Asian Development Bank grants govt. $11.5million more
The government is set to receive US$5million (T$11.5m) more from the Asian Development Bank (A.D.B).
The money is a policy-based grant to help Samoa strengthen its fiscal resilience and improve Samoa’s macroeconomic stability.
The grant is extended from its Asian Development Fund resources for subprogram one of the Samoa Fiscal Resilience Improvement Programme.
“The Samoa Fiscal Resilience Improvement Program is policy-based, meaning the funds can be released as budget support once policy actions outlined in the programme are successfully completed,” said A.D.B Senior Public Management Officer, Shiu Raj Singh.
“Strengthened public sector management and better-performing S.O.Es will also allow for improved service delivery, which is essential to inclusive growth.”
Subprogramme one’s outputs aim to cover a range of measures to strengthen fiscal resilience including: Reducing fiscal drain through state-owned enterprise reform, improving procurement systems and debt management, and promoting resilience to climate change. The program grant will also contribute positively to the country’s foreign exchange reserves.
The full programme is set to run from 2016 to 2018 and builds on previous policy-based support to help the government improve its fiscal position through policy and public enterprise reforms.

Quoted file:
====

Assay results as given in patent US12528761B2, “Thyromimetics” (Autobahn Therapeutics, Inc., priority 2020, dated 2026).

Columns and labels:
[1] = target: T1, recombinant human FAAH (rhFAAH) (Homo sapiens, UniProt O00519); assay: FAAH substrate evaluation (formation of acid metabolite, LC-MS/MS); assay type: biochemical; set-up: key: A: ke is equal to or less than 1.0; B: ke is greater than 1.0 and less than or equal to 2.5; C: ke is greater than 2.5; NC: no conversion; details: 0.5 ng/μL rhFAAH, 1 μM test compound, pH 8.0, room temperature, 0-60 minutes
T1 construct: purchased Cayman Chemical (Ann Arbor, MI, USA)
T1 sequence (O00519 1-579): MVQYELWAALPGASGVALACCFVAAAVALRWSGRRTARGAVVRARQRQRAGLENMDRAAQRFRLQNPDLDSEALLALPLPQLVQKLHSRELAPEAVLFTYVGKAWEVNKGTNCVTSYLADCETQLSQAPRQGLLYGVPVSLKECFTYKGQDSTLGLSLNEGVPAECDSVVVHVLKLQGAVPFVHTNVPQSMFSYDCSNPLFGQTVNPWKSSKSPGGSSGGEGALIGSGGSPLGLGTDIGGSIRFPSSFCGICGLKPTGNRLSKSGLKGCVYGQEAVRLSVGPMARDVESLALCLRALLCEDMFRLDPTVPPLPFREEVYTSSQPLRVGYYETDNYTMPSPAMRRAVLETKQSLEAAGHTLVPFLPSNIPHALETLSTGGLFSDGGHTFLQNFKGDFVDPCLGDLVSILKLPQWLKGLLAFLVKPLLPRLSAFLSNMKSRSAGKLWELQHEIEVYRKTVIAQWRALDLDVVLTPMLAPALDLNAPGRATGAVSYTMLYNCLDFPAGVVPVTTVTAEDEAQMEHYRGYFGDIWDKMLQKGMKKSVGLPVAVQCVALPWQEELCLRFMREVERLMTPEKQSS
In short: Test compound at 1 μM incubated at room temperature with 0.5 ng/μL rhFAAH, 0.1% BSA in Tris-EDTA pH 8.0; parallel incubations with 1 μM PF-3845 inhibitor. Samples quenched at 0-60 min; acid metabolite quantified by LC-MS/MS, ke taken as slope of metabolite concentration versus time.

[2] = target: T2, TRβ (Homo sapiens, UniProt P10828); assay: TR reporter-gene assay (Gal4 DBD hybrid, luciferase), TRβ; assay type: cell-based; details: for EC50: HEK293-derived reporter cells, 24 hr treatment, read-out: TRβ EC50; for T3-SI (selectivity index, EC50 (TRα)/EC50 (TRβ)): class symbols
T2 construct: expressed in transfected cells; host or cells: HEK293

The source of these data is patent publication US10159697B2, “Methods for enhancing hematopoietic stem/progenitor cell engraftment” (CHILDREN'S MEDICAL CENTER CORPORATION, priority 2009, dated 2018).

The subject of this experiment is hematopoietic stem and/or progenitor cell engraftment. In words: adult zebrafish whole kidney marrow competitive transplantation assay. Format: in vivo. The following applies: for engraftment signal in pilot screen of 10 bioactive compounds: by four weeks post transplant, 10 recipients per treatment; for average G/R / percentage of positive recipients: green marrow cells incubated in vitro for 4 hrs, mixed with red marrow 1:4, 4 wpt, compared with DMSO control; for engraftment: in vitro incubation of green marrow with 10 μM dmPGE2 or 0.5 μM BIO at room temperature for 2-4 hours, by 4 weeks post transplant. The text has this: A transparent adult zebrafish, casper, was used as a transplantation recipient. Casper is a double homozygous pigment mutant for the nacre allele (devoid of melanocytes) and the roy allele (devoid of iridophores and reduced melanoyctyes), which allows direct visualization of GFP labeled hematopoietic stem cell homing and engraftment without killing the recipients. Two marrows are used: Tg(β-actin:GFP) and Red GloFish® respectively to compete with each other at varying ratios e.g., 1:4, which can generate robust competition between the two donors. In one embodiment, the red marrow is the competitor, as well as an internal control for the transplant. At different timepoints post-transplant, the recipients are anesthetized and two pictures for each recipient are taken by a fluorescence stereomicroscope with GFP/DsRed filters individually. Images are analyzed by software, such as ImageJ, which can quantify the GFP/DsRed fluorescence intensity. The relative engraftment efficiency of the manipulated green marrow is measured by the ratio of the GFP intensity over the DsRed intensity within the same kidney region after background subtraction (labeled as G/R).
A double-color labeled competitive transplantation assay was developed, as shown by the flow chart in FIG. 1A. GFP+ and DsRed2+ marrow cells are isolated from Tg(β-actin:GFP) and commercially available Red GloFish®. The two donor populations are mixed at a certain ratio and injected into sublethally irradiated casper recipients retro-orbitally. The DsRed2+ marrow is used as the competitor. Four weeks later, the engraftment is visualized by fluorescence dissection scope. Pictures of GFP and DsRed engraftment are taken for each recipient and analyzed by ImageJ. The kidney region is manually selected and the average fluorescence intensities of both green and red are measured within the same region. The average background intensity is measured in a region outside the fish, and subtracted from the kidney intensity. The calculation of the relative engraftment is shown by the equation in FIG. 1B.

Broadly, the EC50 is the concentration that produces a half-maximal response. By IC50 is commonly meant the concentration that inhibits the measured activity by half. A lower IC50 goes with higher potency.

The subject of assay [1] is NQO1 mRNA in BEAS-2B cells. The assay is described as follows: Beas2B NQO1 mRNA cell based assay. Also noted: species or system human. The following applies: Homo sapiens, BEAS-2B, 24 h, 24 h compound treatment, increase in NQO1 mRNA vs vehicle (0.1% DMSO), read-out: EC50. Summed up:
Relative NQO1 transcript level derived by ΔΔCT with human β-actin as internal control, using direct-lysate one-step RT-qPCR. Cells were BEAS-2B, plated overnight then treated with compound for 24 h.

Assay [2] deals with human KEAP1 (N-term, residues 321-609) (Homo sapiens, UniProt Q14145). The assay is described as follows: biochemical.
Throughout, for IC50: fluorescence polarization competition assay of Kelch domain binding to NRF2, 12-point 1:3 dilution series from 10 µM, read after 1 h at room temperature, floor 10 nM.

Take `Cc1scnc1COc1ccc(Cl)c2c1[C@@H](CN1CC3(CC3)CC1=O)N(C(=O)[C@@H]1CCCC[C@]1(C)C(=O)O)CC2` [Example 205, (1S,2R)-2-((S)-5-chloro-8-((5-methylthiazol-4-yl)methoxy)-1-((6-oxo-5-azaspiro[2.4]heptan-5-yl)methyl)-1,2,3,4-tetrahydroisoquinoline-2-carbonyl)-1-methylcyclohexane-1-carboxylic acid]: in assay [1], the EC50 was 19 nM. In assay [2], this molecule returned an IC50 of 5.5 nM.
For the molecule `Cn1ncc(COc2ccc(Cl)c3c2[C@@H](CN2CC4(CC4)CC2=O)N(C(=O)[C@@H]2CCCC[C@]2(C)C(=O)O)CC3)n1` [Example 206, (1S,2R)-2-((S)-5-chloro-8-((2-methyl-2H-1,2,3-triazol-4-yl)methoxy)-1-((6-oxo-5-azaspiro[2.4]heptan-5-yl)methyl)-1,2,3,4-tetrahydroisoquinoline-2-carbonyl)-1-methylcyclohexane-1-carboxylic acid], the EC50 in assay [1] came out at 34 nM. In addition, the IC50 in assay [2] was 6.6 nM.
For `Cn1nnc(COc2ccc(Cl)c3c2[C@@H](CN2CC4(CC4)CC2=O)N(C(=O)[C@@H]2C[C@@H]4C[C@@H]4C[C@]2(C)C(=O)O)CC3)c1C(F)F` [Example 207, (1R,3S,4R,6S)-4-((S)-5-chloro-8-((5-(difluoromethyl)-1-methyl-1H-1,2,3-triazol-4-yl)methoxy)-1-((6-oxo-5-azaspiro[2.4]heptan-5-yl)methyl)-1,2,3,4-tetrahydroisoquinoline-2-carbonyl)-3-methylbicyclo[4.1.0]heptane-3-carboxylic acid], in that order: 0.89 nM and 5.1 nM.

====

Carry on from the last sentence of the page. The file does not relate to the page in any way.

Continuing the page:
It supports the government’s medium-term fiscal framework and is coordinated with Australia, European Union, New Zealand and the World Bank.
A.D.B has been working with Samoa since 1966, with approved loans, Asian Development Fund grants, and technical assistance totaling $340.46 million.
A.D.B, based in Manila, is dedicated to reducing poverty in Asia and the Pacific through inclusive economic growth, environmentally sustainable growth, and regional integration.
Established in 1966, ADB in December 2016 will mark 50 years of development partnership in the region. It is owned by 67 members – 48 from the region. In 2015, ADB assistance totaled $27.2 billion, including cofinancing of $10.7 billion.